Doctor insights on:
Causes Of Recurrent Pleural Effusion
Several: The fluid, or initial bloody fluid, or pus settles to the bottom of the pleural space( between the lung and the chest wall) it clots or gets thick and sticks in the dependent area and the lung sticks around it. If there is a lot of bloody or fibrinous fluid it may get stuck in several places- collections called loculations. ...Read moreSee 2 more doctor answers
Fluid around lungs has many causes. It can be exudate(thick i.E pus from infection, malignancy etc) or transudative(heart failure). It may be treated based on the problem found by sampling(thoracentesis). Labs on the fluid help the clinician determine the etiology. For recurring pleural fluid, sometime pleuradesis is necessary to hep prevent recurrance. Need ...Read more
No, but: Increased pleural fluid (effusion) may be caused by pulmonary edema and heart failure. This is because the heart is unable to pump the blood effectively and fluid backs up in the lungs and leaks out to the pleural space. The fluid can often be relieved by medication. Pneumonia can cause increased fluid as well, which is often infected (empyema). This is removed by a tube in the chest or surgery. ...Read more
Ct of the chest shows.there is no evidence of pleural effusion. lung show no interstitial markings or fibrosis.minor bronchiectasis noted.scared of tb?
Chest XRay - Latetal view demonstrates blunting of both costophrenic angles w/either small lung base pleural effusions are chronic pleural thickening.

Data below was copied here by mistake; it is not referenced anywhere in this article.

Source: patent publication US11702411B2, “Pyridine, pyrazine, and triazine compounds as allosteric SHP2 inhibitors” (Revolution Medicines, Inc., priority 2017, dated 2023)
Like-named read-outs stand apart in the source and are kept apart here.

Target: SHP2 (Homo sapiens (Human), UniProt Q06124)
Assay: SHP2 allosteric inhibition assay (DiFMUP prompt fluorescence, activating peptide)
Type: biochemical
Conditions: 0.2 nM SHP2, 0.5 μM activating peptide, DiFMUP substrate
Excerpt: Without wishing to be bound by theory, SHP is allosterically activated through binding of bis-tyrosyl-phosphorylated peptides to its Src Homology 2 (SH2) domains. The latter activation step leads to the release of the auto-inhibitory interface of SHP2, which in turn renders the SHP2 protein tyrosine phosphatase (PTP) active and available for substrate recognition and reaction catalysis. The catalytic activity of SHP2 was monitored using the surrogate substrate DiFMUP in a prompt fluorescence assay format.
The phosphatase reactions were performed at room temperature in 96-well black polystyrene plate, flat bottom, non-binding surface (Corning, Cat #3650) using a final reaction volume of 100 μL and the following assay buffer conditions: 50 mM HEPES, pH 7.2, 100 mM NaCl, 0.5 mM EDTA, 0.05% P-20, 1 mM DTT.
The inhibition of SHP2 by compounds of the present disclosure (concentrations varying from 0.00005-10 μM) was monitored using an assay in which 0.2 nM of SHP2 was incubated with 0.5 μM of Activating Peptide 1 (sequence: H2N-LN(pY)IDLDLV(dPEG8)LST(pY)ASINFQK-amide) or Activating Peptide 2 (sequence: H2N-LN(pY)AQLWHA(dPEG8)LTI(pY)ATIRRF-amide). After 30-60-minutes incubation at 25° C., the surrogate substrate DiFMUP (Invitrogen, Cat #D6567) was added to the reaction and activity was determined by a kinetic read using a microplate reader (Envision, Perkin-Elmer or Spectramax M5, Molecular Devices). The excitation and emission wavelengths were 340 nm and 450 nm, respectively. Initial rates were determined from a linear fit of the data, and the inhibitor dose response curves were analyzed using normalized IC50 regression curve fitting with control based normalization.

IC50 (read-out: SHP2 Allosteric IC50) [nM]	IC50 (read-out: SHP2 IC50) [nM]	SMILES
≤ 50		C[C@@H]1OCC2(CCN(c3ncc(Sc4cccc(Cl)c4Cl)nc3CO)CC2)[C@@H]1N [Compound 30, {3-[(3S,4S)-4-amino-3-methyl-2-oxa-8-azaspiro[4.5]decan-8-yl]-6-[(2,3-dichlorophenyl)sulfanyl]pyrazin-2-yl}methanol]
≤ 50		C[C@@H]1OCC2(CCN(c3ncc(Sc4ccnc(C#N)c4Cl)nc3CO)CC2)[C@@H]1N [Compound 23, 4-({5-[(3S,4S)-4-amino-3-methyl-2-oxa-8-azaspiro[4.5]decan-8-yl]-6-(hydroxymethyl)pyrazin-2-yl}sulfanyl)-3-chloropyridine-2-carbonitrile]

If you have: previous chest X-rays to compare, that would be helpful in making the determination between mild pleural thickening(scarring) or effusion(fluid). There are numerous potential etiologies for each. Further imaging could include ultrasound, special chest xray views(decubitus views ), or CT scan. ...Read more
Defect: Ulcer of aorta with bleeding into wall creating wall-intramural hematoma-bruise. May heal or go on to leakage and reaction with fluid in chest. Local aortic tear-dissection can do a similar scene! ...Read more
Tuberculosis: Yoy have tuberculosis(tb) noted in your history. Tb can cause abnormalities like pleural thickening and effusion. The treatment your are taking is appropriate and you should be following along with your doctor. Your x-ray or ct scan evaluates the lung and the radiologist interprets the findings. ...Read moreSee 1 more doctor answer
Pleural plaques: In most cases are without any symptoms and without any cause no limitation of activity. The plaques may mean previous exposure to asbestos, so the future problems of asbestos exposure are to be watched, but the plaques present won't turn to cancer either. Unles the plaques are large and many, they don't affect breathing. ...Read more
Many things: Pleural thickening is usually noticed on a ct chest which was performed for other reasons. Different exposures such as asbestos, previous infections, surgeries, or previous pleural effusions can leave thickening. Obviously if there are any concerning features than it needs to be further evaluated. ...Read more
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